Since 2014, Jones, 39, has been the CEO of the National Domestic Violence Hotline, the nation’s leading resource for victims of domestic abuse. The center fields more than 1,000 calls, emails, and texts a day from men and women seeking help or advice. The work is constant, draining, and emotionally enveloping. But Jones says that’s how she knows she’s doing her job. “The day I stop crying, it’s time for me to move on,” she says.
There are three key areas to focus on: judicial, education and social services.
“Introducing a statutory definition of consent is a matter which is under review in the department,” a spokeswoman from the Department of Justice told the Irish Examiner.
This news follows the publication of the Criminal Law (Sexual Offences) Bill 2015, which referred to consent but failed to define it. As it stands, there is only a reference to consent in Irish law.
The department spokeswoman said: “Section 9 of the Criminal Law (Rape) (Amendment) Act 1990 confirms that the failure to offer resistance does not amount to consent. Otherwise, the issue of what is or is not consent has been developed through case law. The courts have confirmed that consent requires voluntary agreement by a person at the age of consent and with the necessary mental capacity.”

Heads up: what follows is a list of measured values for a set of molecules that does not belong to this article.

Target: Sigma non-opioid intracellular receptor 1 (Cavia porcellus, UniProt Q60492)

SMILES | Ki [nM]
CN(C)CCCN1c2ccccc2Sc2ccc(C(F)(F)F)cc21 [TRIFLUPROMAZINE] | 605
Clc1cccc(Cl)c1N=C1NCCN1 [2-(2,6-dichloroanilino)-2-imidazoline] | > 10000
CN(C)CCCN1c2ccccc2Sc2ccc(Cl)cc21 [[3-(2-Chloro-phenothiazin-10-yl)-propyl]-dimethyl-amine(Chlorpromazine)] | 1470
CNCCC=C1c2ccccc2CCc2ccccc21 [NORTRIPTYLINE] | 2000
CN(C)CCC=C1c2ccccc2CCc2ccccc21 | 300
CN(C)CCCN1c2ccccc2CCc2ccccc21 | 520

The Indonesian government has made addressing violence against children a priority in its policy agenda. It is also committed to making significant progress in protecting Indonesian children from all forms of violence.
As one of its key measures, Indonesia has adopted the National Strategy to End Violence against Children and the Child Protection National Action Plan, which gives a comprehensive framework to prevent and respond to violent incidents. UNICEF says this framework is critical to ensure the protection of children whether they are at school, home or in public spaces. It is expected that the framework will help Indonesia achieve its Sustainable Development Goals, especially Goal 16.2: Ending violence against children by 2030.
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The Hohou Te Rongo Kahukura – Outing Violence report, funded by It’s Not Okay, included a survey about experiences of violence and a series of community hui, from Whangarei to Dunedin, which asked Rainbow communities what they needed.
Dickson said the findings showed people in Rainbow communities didn’t know where to go for help because they felt current domestic violence and sexual abuse services served heterosexual people.
The findings showed impacts of sexual violence in Rainbow communities were severe and included high rates of insomnia, nightmares, anxiety, depression, and drinking and taking drugs. Most people experienced sexual violence from their partner, but more than a third experienced sexual violence from a stranger.
But that doesn’t mean they are any less harmful.
Earlier this month, writer Zahira Kelly, who tweets under the handle @bad_dominicana, kickstarted a conversation about non-physical types of abuse with her viral hashtag #MaybeHeDoesntHitYou. The hashtag, which was primarily aimed towards women in heterosexual relationships, triggered an outpouring of stories about relationships that were abusive and dangerous, even in the absence of physical assaults.